December 10, 2019
History made as Voluntary Assisted Dying Dying becomes Law in WA
WA Today, Nathan Hondros
The McGowan Government’s Voluntary Assisted Dying Bill will now become law after the lower house signed off on the Legislative Council’s amendments. Western Australia has become the third jurisdiction in the federation – and 19th in the world – to legalise euthanasia, with the McGowan government’s voluntary assisted dying law clearing its final parliamentary hurdle on Tuesday evening.
Health Minister Roger Cook ran the Legislative Assembly through all 55 upper house amendments on Tuesday before the bill was passed just after 6pm.
Holding back tears Mr Cook thanked all those involved in developing the bill and said WA was now a respectable second in introducing euthanasia legislation in Australia.
But while the new legislation is not expected to come into effect until the mid-2021, there are already calls for it to be relaxed to allow people who are “tired of life” to access dying under its provisions.
Once in force, WA’s Voluntary Assisted Dying Act will allow patients with a disease that would more likely than not cause death within six months (or 12 months for neurodegenerative diseases) to end their life with a lethal “voluntary assisted dying substance”.
Premier Mark McGowan at a rally in support of the state government’s euthanasia laws. Premier Mark McGowan said it was a historic and important, but sombre day for WA.
“It means that all of those people who are worried about their own futures, worried about their parents’ futures, will have the comfort of knowing that if they’re dying and in agony, they can exercise their own choice,” he said.
“It is a fundamental question of human rights to be able to exercise your own choice in that situation and it’s voluntary.
“Those people who want to access it, will be able to access it, those people who don’t want to access it, won’t have to access it.
“I am very pleased for all those people out there who want to access this that that opportunity will be there for them.”
The draft legislation was passed by the Legislative Council last week with 55 amendments.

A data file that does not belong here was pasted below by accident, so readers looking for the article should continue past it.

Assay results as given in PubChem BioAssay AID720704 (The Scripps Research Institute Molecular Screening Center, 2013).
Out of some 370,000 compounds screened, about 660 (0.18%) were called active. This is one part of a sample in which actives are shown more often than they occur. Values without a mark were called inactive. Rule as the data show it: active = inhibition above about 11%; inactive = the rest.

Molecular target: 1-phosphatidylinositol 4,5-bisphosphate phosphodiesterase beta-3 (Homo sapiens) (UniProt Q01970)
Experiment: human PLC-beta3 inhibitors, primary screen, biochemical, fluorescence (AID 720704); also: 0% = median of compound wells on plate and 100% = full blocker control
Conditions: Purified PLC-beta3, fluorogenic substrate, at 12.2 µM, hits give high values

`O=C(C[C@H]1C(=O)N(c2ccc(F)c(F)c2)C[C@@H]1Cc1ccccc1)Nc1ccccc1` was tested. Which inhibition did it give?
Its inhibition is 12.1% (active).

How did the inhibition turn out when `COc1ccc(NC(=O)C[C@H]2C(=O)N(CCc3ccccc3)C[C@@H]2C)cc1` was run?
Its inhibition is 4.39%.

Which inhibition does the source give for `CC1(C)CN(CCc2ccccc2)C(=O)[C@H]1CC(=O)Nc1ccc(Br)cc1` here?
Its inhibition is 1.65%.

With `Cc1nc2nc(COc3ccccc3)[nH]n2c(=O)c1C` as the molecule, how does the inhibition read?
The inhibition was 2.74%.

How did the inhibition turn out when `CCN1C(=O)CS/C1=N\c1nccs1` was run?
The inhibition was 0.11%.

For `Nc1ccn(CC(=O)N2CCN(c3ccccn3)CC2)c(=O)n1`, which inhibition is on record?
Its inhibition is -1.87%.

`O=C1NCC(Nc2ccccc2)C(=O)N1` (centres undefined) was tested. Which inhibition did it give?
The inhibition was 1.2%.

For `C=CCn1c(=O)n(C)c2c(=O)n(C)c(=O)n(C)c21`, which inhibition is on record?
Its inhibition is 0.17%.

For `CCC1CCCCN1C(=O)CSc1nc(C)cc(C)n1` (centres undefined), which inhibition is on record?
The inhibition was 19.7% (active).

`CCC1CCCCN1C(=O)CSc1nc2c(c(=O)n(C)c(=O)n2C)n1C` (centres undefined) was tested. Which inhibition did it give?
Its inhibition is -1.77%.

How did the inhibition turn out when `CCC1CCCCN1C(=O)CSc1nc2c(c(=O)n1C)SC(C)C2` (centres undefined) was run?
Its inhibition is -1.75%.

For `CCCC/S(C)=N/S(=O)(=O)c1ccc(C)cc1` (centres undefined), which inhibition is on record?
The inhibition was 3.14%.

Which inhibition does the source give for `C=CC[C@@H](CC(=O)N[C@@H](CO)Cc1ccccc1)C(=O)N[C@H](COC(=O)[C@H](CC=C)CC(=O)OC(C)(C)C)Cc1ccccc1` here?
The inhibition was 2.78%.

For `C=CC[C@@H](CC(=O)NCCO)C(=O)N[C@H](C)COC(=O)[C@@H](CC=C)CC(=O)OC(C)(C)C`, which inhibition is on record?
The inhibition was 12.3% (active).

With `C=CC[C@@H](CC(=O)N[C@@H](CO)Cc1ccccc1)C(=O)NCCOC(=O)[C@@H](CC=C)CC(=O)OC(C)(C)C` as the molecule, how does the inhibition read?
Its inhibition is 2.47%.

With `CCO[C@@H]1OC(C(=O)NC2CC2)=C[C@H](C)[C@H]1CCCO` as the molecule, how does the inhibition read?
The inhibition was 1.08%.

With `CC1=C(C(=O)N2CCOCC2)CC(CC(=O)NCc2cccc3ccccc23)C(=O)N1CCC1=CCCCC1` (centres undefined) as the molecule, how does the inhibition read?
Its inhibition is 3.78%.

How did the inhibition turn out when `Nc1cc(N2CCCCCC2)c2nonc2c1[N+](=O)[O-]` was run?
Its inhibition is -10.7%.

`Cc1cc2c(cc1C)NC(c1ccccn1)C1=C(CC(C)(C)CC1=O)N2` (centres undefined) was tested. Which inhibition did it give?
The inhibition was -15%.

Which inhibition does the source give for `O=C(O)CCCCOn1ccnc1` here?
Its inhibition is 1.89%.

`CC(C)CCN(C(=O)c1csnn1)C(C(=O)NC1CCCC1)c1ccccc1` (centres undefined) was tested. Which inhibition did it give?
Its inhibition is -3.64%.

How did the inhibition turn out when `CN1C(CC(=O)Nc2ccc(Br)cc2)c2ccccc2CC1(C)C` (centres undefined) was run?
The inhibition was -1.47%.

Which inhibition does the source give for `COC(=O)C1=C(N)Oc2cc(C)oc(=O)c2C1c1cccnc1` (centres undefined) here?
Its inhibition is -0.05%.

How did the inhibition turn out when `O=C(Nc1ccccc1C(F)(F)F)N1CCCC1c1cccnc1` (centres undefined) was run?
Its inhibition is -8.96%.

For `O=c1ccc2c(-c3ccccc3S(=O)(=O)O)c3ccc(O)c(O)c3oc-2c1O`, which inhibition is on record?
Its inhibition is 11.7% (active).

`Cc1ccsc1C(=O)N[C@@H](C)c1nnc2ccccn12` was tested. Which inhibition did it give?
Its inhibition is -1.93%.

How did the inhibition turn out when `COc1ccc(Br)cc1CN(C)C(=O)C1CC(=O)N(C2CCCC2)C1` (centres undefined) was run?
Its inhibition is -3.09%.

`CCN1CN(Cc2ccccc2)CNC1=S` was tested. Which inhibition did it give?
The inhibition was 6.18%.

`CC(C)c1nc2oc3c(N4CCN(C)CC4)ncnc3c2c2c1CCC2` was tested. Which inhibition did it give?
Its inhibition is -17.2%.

Victoria passed similar legislation in 2017, with the first death taking place in August.
Critics of WA’s law said it was the least safe euthanasia regime to be enacted by an Australian legislature.
“It’s verifiably the case that this is the most dangerous legislation that’s ever passed,” prominent anti-euthanasia MP Nick Goiran said.
He said there was no requirement for a medical specialist or a psychiatrist to be involved in the voluntary assisted dying process and the lethal substance would be prescribed to patients to consume without supervision.
“We know from the other jurisdictions, particularly when self-administration is involved, that there are complications, whether that be regurgitating of the substance, asphyxiating, various complications that have happened including a few stories where people actually fall into a coma and then they come out of it,” he said.
Mr Goiran warned it would be inevitable campaigners would attempt to extend the law to those who would otherwise be ineligible.
He said other jurisdictions had changed how they implemented euthanasia laws to “allow further categories of people; those with a mental illness, children and now there’s this argument around those who are what are described as ‘tired of life'”.
Prominent pro-euthanasia campaigner Philip Nitschke said WA’s laws would force the elderly “to travel to the other side of the world where the criteria is not about how sick you are, but about whether you have the decision-making capacity to decide now is the time to go”.
He pointed to 90-year-old Laura Henkel, a West Australian living in Ballina, NSW, who would fly to Switzerland on Sunday because she couldn’t access euthanasia in Australia.
Ms Henkel called for the broadening of Australian euthanasia laws, which she said discriminated against people who were not sick.
Dr Nitschke said Ms Henkel was scheduled for a physician-assisted suicide next Friday.
“When I proposed the Swiss human rights model of assisted suicide to the West Australian parliamentary hearings in early 2018, the Premier said ‘no way’,” Dr Nitschke said.
“It is down to Mark McGowan that the likes of Laura Henkel are now being forced to leave home.
“While Australia might be congratulating itself on its so-called enlightened approach to voluntary assisted dying, the fact that Australia’s laws are so, is too little, too late. The caravan has moved on.
“The infuriating thing is that things need not be this way if the politicians will only listen to the people, and be brave.”